By David Raleigh
A principal has defended conditions at a prefab classroom at the school after complaints by parents their children are being taught in "a shed", which is making them "ill".
Parents, who said conditions at the temporary classroom at The Model primary school are unhealthy, protested outside the school today highlighting their concerns.
The protest group previously complained to the school after a unisex toilet was provided for 24 sixth class boys and girls who are using the prefab.
"The children at the moment are being taught in a shed," one parent told local radio station Limerick's live 95FM.
"There is two sufficient classrooms that will take the two sixth classes - that was arranged in June," claimed another parent.
"There are three to four children a week being sent home sick and the principal is refusing to do anything," she added.
"They are sick, they are freezing cold, and they have been punished for leaving their coats on in school," claimed another parent.
"The boys aren't allowed to use the toilet (in the prefab)," another parent said.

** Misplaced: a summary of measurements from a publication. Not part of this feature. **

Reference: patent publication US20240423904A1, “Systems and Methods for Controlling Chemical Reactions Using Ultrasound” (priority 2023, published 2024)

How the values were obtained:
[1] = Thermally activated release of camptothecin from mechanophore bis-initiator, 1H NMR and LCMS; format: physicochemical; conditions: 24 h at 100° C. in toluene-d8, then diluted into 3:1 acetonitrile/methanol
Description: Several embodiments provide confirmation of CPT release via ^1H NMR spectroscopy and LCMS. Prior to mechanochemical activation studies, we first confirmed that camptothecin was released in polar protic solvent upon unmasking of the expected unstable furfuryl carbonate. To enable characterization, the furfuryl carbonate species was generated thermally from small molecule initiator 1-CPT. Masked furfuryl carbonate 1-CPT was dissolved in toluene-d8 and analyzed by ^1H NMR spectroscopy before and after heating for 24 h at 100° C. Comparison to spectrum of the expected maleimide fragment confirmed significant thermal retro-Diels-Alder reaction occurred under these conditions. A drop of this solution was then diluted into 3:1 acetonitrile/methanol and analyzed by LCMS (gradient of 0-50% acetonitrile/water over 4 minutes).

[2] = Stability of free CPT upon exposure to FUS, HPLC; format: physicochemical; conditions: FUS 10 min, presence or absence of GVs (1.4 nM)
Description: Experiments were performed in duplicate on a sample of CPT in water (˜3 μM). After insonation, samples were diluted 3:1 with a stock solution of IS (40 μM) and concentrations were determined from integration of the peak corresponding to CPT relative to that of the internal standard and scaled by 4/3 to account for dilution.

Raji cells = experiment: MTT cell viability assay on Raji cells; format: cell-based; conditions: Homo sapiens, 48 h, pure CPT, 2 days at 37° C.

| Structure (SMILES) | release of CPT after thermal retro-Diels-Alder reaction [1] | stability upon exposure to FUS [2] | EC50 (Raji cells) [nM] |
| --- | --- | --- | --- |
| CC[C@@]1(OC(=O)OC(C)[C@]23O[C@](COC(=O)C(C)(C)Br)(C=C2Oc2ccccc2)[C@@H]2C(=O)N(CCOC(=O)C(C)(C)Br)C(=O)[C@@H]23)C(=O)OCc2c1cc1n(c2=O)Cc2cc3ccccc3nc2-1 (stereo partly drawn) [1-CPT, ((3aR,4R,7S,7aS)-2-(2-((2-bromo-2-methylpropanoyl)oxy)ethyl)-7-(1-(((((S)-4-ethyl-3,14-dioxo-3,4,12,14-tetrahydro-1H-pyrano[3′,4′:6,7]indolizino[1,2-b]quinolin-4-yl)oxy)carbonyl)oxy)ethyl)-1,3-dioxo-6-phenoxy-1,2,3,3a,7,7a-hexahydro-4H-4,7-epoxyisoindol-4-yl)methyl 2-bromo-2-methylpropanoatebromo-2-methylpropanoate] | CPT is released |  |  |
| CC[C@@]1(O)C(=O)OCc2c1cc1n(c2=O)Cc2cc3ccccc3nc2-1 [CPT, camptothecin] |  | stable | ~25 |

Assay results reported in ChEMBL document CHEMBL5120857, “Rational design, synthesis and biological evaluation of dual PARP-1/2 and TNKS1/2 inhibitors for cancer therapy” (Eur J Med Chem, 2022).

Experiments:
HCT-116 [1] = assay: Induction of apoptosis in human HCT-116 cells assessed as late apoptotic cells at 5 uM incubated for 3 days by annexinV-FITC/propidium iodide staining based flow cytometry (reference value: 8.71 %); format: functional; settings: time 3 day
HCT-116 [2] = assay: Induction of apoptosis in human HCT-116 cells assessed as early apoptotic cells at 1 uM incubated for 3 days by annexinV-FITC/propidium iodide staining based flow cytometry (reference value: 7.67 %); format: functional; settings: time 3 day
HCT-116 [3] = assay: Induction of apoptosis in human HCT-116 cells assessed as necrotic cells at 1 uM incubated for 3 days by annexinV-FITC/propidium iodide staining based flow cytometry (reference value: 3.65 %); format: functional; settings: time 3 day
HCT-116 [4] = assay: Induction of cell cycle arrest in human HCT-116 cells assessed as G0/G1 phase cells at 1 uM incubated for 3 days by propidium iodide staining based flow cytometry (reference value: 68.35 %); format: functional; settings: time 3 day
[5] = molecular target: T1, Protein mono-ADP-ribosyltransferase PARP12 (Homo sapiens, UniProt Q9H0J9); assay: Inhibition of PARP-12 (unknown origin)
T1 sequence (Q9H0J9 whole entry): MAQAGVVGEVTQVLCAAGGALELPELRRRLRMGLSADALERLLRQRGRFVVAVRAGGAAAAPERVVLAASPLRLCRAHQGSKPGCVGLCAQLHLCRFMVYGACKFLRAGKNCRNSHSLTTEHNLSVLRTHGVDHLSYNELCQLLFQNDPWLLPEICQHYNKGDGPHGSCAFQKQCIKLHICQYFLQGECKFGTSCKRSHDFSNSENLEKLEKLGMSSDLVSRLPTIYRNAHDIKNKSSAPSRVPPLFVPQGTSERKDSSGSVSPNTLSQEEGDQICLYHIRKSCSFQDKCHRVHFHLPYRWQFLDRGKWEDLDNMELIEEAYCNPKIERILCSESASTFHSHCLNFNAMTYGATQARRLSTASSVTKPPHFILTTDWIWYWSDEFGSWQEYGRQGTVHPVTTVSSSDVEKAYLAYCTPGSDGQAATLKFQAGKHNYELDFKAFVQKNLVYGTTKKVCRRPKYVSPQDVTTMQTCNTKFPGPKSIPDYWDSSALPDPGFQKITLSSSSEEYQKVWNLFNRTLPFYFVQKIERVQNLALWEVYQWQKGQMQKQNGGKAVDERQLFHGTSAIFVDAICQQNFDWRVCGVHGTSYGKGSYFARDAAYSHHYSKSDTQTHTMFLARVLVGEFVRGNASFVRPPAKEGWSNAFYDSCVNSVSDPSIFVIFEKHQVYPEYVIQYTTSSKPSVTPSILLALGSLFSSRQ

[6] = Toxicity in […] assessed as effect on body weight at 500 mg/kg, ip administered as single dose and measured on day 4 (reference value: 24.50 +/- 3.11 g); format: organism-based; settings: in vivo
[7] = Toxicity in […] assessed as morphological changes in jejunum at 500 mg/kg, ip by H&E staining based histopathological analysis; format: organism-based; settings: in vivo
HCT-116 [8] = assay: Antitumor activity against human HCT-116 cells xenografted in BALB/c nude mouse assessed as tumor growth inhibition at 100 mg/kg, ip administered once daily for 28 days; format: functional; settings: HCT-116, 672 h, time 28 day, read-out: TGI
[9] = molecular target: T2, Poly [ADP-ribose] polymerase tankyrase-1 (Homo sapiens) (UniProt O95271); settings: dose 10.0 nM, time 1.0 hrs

"They have to come into the main building to get a key fob to come around the (main) building to come in and - a basic human right - to go to the toilet. The boys aren't allowed (use the prefab toilet), the girls can," the woman added.
The school has sought planning permission for four new classrooms with links to the main building which caters for 655 pupils.
Speaking at the school today, Principal Diarmuid O'Mhurchú said: "The boys have to walk roughly about sixteen metres to go to an alternate toilet, even though the toilet in the classroom is a unisex toilet."
"To afford another element of security within the (main) building, our doors are electro magnetic. We give pupils a key fob, so that when they are coming into the (main) school they press it, and come through the (main) door, which is eight metres from their own classroom...another six metres from the door is the toilet," he added.
Mr Mhurchú said €46,000 has been spent refurbishing the prefab, which he added, "has oil-fired central heating, ensuite toilet facilities, Wi-Fi and interactive whiteboard, and has been in use as a classroom by the school community for the last six years."
Mr O'Mhurchú said Glenwood Preservation Ltd, Killarney, had inspected the classroom and stated they could find "no evidence of dampness" nor did it make any recommendations.
He said some parents were unwilling to accept the report's findings and they had contacted Limerick Fire Service, Limerick city and county council, and the environmental health department of the HSE.
Mr Mhuruchú added: "All of whom have visited the classroom and in their professional capacities have informed both the school and the parents that the classroom is suitable and fit for purpose."